cover image The Year's Best Science Fiction

The Year's Best Science Fiction

. Bluejay Books, $17.95 (609pp) ISBN 978-0-312-20445-7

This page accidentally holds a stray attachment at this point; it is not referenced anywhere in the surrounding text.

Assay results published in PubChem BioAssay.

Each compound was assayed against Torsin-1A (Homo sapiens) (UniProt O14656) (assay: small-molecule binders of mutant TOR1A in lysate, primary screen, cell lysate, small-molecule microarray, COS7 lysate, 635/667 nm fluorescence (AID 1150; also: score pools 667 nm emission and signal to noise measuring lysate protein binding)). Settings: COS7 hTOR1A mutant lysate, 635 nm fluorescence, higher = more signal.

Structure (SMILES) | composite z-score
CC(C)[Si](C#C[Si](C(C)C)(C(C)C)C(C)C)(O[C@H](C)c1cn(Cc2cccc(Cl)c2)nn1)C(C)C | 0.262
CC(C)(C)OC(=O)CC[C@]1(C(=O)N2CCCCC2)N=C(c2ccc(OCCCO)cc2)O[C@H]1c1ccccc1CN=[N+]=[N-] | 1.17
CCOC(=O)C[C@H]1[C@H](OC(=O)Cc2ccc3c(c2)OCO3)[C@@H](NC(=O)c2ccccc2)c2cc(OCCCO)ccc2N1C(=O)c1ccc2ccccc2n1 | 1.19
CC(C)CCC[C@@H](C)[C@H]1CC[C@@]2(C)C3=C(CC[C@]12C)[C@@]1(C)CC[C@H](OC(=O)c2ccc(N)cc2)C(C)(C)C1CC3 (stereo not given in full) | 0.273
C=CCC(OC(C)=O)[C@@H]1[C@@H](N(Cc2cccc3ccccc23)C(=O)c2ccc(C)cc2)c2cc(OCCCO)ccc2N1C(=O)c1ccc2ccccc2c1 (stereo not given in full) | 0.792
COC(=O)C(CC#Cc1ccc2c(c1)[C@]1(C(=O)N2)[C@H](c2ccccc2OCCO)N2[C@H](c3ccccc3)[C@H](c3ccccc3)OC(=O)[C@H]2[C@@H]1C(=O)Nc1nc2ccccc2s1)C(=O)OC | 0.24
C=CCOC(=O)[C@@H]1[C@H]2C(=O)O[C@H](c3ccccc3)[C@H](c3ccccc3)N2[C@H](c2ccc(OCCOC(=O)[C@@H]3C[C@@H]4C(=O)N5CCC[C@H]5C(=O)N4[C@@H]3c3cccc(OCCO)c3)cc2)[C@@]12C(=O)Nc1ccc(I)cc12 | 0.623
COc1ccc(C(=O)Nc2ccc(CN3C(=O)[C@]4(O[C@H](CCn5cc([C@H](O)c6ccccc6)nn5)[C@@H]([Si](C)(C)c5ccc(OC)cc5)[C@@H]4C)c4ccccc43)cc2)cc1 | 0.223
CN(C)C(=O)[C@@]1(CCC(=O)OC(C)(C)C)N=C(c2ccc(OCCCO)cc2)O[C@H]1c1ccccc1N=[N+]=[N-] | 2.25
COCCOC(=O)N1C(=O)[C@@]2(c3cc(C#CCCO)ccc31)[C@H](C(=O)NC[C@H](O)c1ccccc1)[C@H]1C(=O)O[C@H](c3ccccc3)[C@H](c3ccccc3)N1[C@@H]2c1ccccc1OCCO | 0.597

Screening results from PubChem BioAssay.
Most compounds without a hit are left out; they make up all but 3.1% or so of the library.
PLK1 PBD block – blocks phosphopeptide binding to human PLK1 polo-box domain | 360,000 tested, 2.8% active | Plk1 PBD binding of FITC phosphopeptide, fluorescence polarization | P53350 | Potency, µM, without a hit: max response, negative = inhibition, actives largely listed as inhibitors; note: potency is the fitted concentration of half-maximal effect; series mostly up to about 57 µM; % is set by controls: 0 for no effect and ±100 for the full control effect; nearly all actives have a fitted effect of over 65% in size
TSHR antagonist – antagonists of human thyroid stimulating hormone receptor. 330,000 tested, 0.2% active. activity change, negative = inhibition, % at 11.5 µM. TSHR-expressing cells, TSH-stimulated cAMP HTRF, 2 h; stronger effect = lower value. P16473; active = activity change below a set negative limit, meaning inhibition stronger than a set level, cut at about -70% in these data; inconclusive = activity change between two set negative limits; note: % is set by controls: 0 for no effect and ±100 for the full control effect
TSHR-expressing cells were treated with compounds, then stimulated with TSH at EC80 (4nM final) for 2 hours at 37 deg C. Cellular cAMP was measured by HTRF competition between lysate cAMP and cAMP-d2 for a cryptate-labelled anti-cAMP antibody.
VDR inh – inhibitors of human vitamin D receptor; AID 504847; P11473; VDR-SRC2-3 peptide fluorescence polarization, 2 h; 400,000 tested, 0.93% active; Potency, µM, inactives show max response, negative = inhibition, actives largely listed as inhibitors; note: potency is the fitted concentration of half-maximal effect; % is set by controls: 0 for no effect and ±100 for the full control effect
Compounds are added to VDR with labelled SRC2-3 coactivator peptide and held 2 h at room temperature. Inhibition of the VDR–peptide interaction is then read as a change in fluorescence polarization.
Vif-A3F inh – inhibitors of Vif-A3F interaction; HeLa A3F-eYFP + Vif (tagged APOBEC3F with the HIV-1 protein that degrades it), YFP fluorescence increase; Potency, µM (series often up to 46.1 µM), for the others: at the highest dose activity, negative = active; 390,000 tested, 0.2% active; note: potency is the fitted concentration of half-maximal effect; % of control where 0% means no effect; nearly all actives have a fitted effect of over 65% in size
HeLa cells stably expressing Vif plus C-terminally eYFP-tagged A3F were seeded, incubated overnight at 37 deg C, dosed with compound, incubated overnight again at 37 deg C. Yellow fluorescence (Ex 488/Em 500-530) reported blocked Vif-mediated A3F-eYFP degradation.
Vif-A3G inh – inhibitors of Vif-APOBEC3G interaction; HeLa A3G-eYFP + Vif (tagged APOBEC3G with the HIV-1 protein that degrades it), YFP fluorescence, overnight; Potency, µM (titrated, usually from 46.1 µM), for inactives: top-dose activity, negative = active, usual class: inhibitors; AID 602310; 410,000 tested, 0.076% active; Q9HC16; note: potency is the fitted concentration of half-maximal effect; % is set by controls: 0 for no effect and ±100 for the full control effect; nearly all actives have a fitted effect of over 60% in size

Dozois, the most celebrated editor in SF (10 Hugo Awards and counting) and himself a story writer of great distinction, has for the 16th time gleaned some of the most interesting and literate short fiction of the year for this most respected of best-of's. The 25 chosen works encompass pyrotechnic cyberpunk in dystopic future worlds, alien landscapes and transgalactic politics rigorously extrapolated, cutting-edge physics, metaphysics, comedy low and high, and a touch of fantasy, all of it carried off with wonderful style. And many are the styles. Ursula K. Le Guin is represented by a fantasy in the classic mode, ""The Island of the Immortals,"" a meditation on a theme of Swift's: the true consequences of immortality. Allen Steele's comic Martian Christmas story, ""Zwarte Piet's Tale,"" reads like a Reader's Digest essay, and that is part of its art--to make the alien seem utterly familiar. By contrast, Robert Charles Wilson's ""Divided by Infinity"" implies the existence in things most familiar of something deeply alien. There are hard SF stories by Greg Egan, Geoffrey Landis and the prolific Robert Reed. Ted Chiang's ""Story of Your Life,"" one of only four ever published by him, typifies Dozois's editorial aesthetic, offering genuine scientific insights in an emotionally rich context--the nature of causality itself is illumined through a careful dialogue with extraterrestrials and the tragic death of a child. Some of the stories trace modern trends to their horrible future conclusions--the evil results of genetic engineering, the continued evolution of weaponry, the depletion of world resources. Others point to solutions outside Earth: the colonization of other worlds, the mining of the asteroids or the branching proliferation of whole quantum universes. Once again, Dozois delivers an exemplary volume of exemplary SF. (June)